It generally takes about a week to have a driveway installed, but the timing can be affected by design, weather and other factors. If you’re replacing an old driveway, for example, it will need to be dug out by an excavator. And if you’re installing a new driveway where one hasn’t previously existed, any existing grass, weeds or bushes will need to be dug out as well. Your contractor will determine whether the ground is firm enough to support a driveway or will need to be compacted for stability. Following prep, forms will be used to pour and evenly spread gravel as a base for your driveway. Rebar or wire mesh may be placed on top of the gravel to add strength and durability to the structure.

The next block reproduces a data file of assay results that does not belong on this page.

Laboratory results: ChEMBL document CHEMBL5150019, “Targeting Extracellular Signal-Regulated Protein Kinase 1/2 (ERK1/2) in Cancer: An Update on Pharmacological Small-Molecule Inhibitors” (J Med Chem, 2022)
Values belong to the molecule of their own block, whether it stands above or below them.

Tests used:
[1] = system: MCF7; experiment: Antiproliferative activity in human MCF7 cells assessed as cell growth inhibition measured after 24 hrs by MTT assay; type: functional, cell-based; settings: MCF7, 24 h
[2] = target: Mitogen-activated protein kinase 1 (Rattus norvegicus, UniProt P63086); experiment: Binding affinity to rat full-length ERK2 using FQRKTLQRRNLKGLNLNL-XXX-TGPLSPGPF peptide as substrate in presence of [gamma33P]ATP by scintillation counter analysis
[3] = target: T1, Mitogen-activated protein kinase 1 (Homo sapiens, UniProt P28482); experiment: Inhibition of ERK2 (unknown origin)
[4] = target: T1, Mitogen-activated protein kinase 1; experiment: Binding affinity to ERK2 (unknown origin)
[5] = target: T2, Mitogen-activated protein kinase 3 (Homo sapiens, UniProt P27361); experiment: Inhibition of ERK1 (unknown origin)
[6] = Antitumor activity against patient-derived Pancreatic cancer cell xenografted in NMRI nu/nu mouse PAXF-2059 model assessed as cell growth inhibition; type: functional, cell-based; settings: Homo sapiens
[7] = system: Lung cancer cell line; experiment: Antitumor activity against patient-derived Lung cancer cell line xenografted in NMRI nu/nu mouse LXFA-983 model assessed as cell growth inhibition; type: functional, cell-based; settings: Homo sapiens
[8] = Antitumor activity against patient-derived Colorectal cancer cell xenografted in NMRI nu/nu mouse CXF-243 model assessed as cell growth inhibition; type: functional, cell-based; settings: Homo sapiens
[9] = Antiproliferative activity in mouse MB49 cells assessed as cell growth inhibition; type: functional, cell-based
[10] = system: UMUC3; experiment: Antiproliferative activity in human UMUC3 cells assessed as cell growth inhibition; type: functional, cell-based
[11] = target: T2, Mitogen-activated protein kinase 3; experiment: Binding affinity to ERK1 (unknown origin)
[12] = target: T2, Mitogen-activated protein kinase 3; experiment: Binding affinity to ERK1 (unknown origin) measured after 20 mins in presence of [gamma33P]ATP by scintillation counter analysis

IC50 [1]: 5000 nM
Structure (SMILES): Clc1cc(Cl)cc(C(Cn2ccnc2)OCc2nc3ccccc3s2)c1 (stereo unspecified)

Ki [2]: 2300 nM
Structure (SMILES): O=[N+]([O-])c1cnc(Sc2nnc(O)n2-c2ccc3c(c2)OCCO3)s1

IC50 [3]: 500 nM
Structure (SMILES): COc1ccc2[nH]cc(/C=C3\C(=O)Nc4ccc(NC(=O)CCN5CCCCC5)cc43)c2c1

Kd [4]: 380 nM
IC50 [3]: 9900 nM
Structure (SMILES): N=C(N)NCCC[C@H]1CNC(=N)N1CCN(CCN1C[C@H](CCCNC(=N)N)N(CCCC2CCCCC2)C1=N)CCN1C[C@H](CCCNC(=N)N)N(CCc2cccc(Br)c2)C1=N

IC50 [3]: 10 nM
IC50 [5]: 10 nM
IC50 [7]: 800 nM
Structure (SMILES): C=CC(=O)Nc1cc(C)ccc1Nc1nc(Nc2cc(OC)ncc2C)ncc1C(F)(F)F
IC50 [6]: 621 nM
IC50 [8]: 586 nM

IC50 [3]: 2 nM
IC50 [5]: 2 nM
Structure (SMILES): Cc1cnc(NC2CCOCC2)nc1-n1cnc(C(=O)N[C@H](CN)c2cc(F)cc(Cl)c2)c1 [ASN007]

As the contractor finishes each section of your driveway, wooden or felt expansion joints may be inserted between the sections. Alternatively, joints may be created using joint trowels, or they may be cut into the surface with a specialized diamond blade saw after the concrete has hardened. If your concrete contractor has a finishing crew, they will install the expansion joints, add surface or integral color to the concrete, screed the concrete to make it level, smooth it, finish the surface (stamped or plain finish) and clean and seal the driveway. The inclusion of a finishing crew should not affect the price of your driveway installation.